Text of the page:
AUSTRALIAN Red Cross has unveiled an ambitious, wide-ranging blueprint for working with Aboriginal and Torres Strait Islander communities at the launch of its second Reconciliation Action Plan (RAP) in Melbourne yesterday, July 9.
The plan aspires to raise employment levels of Aboriginal and Torres Strait Islander staff in the organisation from the current 6.3 per cent to 9 per cent.
Speaking at an event in NAIDOC Week, Red Cross President Michael Legge said the organisation represents one million Red Cross members, volunteers, donors, staff, blood donors and supporters around Australia.
“We want Australia’s First Nations peoples to share a prosperous, safe and healthy future with all other Australians,” he said. “We will play our part in achieving this by deeply embedding a set of practices and targets across all levels from Board and senior management right through to our work on the ground in communities, and even in international programs.
“We build on the strengths of Aboriginal and Torres Strait Islander peoples by empowering people to have a voice and better control of their own lives and environments. Aboriginal and Torres Strait Islander peoples are best placed to address the needs of their own communities.
“We stand with and support individuals, families and communities as they drive and lead their own solutions.”
Wurundjeri Elder Aunty Di Kerr performed the Welcome to Country at today’s RAP launch, which was also addressed by Karen Mundine, Deputy Chief Executive Officer of Reconciliation Australia.
Red Cross is active in a number of Aboriginal and Torres Strait Islander communities, as well as working with Indigenous people elsewhere across Australia. When developing Indigenous-specific programs Red Cross focuses on local solutions, early prevention and intervention, collaboration, and employment of local Aboriginal and Torres Strait Islander peoples.
Red Cross strategic thinking is guided by its Aboriginal and Torres Strait Islander Leadership Team; a group of staff from around the country which meets regularly and advises the organisation on policy and best practices to achieve sustained improvements.
The RAP also allows for:
· Cultural competency training for all staff
· Celebrations of Aboriginal and Torres Strait Islander significance, including Reconciliation Week and NAIDOC Week
· Working collaboratively and not in competition with Indigenous organisations
· Improved retention of Indigenous staff and volunteers
· Improved procurement from Aboriginal and Torres Strait Islander businesses
· Annual measurements of staff understanding and engagement in reconciliation
· Ongoing measurement of our partnerships with Aboriginal and Torres Strait Islander organisations
Mr Legge said Red Cross has long-term partnerships with Aboriginal and Torres Strait Islander communities across the country, including Wallaga Lakes, Horsham , Kempsey, Woorabinda, Kalgoorlie, Tiwi Islands, Ceduna and Cairns.
· In Woorabinda, we are working with the local community and seeing improved rates of primary school attendance and reduced levels of offending.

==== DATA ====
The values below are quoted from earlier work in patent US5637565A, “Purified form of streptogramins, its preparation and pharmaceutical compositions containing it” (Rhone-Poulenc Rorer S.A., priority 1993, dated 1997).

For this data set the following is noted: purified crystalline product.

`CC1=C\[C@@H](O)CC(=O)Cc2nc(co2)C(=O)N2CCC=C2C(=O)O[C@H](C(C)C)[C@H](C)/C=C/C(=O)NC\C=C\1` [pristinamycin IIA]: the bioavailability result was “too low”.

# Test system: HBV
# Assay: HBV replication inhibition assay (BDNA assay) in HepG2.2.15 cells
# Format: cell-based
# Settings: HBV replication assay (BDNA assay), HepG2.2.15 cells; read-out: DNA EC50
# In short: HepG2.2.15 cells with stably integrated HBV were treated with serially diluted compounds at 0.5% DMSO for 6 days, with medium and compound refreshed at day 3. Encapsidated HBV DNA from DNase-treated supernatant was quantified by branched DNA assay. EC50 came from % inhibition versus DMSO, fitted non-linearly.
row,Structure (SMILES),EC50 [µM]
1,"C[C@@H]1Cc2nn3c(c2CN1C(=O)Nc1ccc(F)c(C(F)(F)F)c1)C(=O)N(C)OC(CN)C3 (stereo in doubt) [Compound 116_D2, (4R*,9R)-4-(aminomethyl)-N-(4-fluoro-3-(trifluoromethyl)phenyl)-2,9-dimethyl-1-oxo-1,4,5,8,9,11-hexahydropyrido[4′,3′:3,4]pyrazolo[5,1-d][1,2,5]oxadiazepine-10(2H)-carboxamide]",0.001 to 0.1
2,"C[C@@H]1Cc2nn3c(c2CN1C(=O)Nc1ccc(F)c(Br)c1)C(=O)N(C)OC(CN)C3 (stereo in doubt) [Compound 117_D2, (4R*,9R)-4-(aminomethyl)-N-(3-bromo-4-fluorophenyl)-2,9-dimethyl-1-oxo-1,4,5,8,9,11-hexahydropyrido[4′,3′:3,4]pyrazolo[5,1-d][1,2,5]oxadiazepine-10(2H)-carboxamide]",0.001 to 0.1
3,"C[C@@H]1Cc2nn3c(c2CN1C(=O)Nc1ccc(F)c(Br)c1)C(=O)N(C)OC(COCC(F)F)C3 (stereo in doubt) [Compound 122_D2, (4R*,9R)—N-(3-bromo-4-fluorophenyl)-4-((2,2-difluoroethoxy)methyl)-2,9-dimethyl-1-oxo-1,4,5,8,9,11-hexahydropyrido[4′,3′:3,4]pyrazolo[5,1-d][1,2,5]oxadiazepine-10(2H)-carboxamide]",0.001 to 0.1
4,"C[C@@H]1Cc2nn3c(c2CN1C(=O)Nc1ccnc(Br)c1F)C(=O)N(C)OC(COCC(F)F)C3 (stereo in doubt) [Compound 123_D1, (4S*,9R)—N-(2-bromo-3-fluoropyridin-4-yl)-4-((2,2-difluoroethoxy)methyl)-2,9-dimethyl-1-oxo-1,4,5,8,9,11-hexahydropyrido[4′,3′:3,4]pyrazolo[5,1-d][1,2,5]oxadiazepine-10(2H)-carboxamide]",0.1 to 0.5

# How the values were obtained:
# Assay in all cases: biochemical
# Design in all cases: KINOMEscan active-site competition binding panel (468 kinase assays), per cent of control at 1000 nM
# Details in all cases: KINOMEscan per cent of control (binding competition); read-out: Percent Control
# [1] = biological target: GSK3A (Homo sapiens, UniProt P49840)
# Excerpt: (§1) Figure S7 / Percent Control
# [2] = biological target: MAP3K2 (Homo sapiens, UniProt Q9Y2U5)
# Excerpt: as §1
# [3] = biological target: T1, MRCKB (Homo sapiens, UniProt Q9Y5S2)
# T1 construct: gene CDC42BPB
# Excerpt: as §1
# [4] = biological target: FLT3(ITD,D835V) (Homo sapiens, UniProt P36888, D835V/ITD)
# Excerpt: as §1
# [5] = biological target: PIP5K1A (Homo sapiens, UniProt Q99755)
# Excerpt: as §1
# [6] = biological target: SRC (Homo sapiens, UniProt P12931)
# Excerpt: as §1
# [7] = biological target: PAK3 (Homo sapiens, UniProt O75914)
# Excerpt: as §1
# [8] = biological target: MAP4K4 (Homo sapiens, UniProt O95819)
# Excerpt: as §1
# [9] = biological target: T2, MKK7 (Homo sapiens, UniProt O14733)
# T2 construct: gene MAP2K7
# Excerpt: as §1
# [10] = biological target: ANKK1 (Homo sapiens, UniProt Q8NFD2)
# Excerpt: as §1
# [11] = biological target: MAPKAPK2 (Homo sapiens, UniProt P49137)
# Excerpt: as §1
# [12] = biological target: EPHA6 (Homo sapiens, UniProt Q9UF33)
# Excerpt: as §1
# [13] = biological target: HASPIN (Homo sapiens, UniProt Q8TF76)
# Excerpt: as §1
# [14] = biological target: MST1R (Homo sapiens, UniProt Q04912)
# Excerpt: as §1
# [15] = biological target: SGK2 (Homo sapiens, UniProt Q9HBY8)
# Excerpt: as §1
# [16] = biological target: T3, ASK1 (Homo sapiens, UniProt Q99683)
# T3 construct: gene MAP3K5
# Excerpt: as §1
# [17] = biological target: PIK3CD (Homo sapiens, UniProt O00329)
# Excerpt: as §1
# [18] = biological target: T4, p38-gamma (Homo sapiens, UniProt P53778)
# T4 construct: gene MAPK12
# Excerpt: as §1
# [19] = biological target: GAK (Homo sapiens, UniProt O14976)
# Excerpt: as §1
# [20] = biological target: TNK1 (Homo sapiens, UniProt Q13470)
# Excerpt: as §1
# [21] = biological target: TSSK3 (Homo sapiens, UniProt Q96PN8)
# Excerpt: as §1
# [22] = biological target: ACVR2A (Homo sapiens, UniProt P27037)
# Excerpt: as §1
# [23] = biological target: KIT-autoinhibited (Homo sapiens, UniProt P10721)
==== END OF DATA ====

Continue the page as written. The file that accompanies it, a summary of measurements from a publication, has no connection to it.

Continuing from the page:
· In Victoria, the Wominjeka Leadership Group has engaged with the Wurundjeri Traditional Owners, which is leading to increased access by Aboriginal and Torres Strait Islander peoples of Red Cross programs.
· In Katherine, Red Cross operates Kalano Aged Service for older Aboriginal and Torres Strait Islander people, in partnership with the Kalano Aboriginal Community
· In Galiwinku, the Healthy Baby Healthy Community Program is operated in partnership with Miwatj Aboriginal Health, and has reduced rates of childhood anaemia and failure to thrive babies. We are pleased to see the Stronger Communities for Children program in Galiwinku has become self-sustaining to the point where it is being developed for handover to the local Yalu community.
· In WA, Red Cross provides a safe short-term accommodation in the Kalgoorlie Boulder region for Aboriginal people traveling for a range of health and personal reasons. The accommodation is provided in collaboration with local Indigenous community.
· In Cairns Red Cross runs a Wellbeing Centre offering quality affordable accommodation in a culturally safe environment for up to 80 people from rural and remote Far North communities who need to be in Cairns for medical treatment.
Red Cross is also marking NAIDOC Week with the historic roll-out of a signage to be permanently displayed at all 350 Red Cross offices and sites around Australia, acknowledging the Traditional Owners of the land on which they are based.
The signs, designed by artist Leigh Harris, will be fixed at the front entrances of all Red Cross sites in the country, as a reminder to all who visit and work there of the deep and ongoing ties with the land of the first Australians.
Ryan Fritz started The Advocate in 2014 to provide not-for-profits and charities another media platform to tell their worthwhile hard news stories and opinion pieces effortlessly. In 2020, Ryan formed a team of volunteer journalists to help spread even more high-quality stories from the third sector. He also has over 10 years experience as a media and communications professional for not-for-profits and charities and currently works at Redkite, a childhood cancer charity.